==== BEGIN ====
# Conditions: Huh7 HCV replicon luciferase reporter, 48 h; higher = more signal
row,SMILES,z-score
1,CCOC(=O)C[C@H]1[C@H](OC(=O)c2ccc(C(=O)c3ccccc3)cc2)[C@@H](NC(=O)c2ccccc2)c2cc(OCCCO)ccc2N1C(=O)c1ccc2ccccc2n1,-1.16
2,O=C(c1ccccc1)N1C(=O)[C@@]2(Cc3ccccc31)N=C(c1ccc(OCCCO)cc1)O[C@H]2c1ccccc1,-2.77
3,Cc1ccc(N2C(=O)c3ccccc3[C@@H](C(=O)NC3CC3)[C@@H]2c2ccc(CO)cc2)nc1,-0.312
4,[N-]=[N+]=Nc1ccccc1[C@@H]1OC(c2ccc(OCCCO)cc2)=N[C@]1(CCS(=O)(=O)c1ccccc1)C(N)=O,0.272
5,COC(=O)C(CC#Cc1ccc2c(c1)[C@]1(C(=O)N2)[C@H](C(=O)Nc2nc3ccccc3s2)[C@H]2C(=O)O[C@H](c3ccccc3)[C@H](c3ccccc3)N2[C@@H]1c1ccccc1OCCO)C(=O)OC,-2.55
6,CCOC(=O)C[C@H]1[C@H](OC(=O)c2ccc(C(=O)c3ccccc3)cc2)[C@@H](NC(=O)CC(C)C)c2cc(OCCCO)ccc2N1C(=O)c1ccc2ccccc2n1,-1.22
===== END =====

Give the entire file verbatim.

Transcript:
# Conditions: Huh7 HCV replicon luciferase reporter, 48 h; higher = more signal
row,SMILES,z-score
1,CCOC(=O)C[C@H]1[C@H](OC(=O)c2ccc(C(=O)c3ccccc3)cc2)[C@@H](NC(=O)c2ccccc2)c2cc(OCCCO)ccc2N1C(=O)c1ccc2ccccc2n1,-1.16
2,O=C(c1ccccc1)N1C(=O)[C@@]2(Cc3ccccc31)N=C(c1ccc(OCCCO)cc1)O[C@H]2c1ccccc1,-2.77
3,Cc1ccc(N2C(=O)c3ccccc3[C@@H](C(=O)NC3CC3)[C@@H]2c2ccc(CO)cc2)nc1,-0.312
4,[N-]=[N+]=Nc1ccccc1[C@@H]1OC(c2ccc(OCCCO)cc2)=N[C@]1(CCS(=O)(=O)c1ccccc1)C(N)=O,0.272
5,COC(=O)C(CC#Cc1ccc2c(c1)[C@]1(C(=O)N2)[C@H](C(=O)Nc2nc3ccccc3s2)[C@H]2C(=O)O[C@H](c3ccccc3)[C@H](c3ccccc3)N2[C@@H]1c1ccccc1OCCO)C(=O)OC,-2.55
6,CCOC(=O)C[C@H]1[C@H](OC(=O)c2ccc(C(=O)c3ccccc3)cc2)[C@@H](NC(=O)CC(C)C)c2cc(OCCCO)ccc2N1C(=O)c1ccc2ccccc2n1,-1.22